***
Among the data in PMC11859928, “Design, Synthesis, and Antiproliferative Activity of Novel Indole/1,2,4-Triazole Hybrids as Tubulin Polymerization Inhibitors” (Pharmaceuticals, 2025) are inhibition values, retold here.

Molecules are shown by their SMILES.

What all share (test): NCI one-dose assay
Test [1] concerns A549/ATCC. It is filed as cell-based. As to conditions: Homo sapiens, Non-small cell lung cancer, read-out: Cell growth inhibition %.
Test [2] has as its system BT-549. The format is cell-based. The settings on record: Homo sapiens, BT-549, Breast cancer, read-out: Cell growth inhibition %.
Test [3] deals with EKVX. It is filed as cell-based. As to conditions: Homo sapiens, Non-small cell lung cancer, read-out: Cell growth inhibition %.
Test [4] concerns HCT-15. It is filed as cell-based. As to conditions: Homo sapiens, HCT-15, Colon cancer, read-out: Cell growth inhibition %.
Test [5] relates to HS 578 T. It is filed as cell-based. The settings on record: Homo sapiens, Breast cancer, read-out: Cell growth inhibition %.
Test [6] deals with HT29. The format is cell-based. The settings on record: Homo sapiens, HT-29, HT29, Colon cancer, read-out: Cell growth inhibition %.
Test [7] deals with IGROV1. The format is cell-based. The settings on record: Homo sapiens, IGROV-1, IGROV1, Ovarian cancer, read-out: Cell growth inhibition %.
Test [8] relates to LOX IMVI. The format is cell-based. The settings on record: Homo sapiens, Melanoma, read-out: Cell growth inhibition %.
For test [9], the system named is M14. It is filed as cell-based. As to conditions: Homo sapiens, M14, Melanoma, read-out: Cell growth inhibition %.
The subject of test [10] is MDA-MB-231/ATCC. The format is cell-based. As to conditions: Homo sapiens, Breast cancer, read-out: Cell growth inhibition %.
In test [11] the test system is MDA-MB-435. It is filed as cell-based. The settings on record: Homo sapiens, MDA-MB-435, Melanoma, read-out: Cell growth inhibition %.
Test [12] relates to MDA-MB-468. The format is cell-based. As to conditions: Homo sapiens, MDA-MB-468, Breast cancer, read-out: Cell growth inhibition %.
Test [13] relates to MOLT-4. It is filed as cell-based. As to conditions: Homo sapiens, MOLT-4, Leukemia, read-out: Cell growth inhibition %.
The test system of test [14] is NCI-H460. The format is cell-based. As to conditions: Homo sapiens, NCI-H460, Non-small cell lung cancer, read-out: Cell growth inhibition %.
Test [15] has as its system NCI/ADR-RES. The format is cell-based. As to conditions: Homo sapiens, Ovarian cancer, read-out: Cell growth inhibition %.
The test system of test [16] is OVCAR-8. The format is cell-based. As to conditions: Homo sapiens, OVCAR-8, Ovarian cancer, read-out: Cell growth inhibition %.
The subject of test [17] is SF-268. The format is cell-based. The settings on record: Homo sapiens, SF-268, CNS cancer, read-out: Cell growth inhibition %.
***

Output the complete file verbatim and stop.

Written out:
Among the data in PMC11859928, “Design, Synthesis, and Antiproliferative Activity of Novel Indole/1,2,4-Triazole Hybrids as Tubulin Polymerization Inhibitors” (Pharmaceuticals, 2025) are inhibition values, retold here.

Molecules are shown by their SMILES.

What all share (test): NCI one-dose assay
Test [1] concerns A549/ATCC. It is filed as cell-based. As to conditions: Homo sapiens, Non-small cell lung cancer, read-out: Cell growth inhibition %.
Test [2] has as its system BT-549. The format is cell-based. The settings on record: Homo sapiens, BT-549, Breast cancer, read-out: Cell growth inhibition %.
Test [3] deals with EKVX. It is filed as cell-based. As to conditions: Homo sapiens, Non-small cell lung cancer, read-out: Cell growth inhibition %.
Test [4] concerns HCT-15. It is filed as cell-based. As to conditions: Homo sapiens, HCT-15, Colon cancer, read-out: Cell growth inhibition %.
Test [5] relates to HS 578 T. It is filed as cell-based. The settings on record: Homo sapiens, Breast cancer, read-out: Cell growth inhibition %.
Test [6] deals with HT29. The format is cell-based. The settings on record: Homo sapiens, HT-29, HT29, Colon cancer, read-out: Cell growth inhibition %.
Test [7] deals with IGROV1. The format is cell-based. The settings on record: Homo sapiens, IGROV-1, IGROV1, Ovarian cancer, read-out: Cell growth inhibition %.
Test [8] relates to LOX IMVI. The format is cell-based. The settings on record: Homo sapiens, Melanoma, read-out: Cell growth inhibition %.
For test [9], the system named is M14. It is filed as cell-based. As to conditions: Homo sapiens, M14, Melanoma, read-out: Cell growth inhibition %.
The subject of test [10] is MDA-MB-231/ATCC. The format is cell-based. As to conditions: Homo sapiens, Breast cancer, read-out: Cell growth inhibition %.
In test [11] the test system is MDA-MB-435. It is filed as cell-based. The settings on record: Homo sapiens, MDA-MB-435, Melanoma, read-out: Cell growth inhibition %.
Test [12] relates to MDA-MB-468. The format is cell-based. As to conditions: Homo sapiens, MDA-MB-468, Breast cancer, read-out: Cell growth inhibition %.
Test [13] relates to MOLT-4. It is filed as cell-based. As to conditions: Homo sapiens, MOLT-4, Leukemia, read-out: Cell growth inhibition %.
The test system of test [14] is NCI-H460. The format is cell-based. As to conditions: Homo sapiens, NCI-H460, Non-small cell lung cancer, read-out: Cell growth inhibition %.
Test [15] has as its system NCI/ADR-RES. The format is cell-based. As to conditions: Homo sapiens, Ovarian cancer, read-out: Cell growth inhibition %.
The test system of test [16] is OVCAR-8. The format is cell-based. As to conditions: Homo sapiens, OVCAR-8, Ovarian cancer, read-out: Cell growth inhibition %.
The subject of test [17] is SF-268. The format is cell-based. The settings on record: Homo sapiens, SF-268, CNS cancer, read-out: Cell growth inhibition %.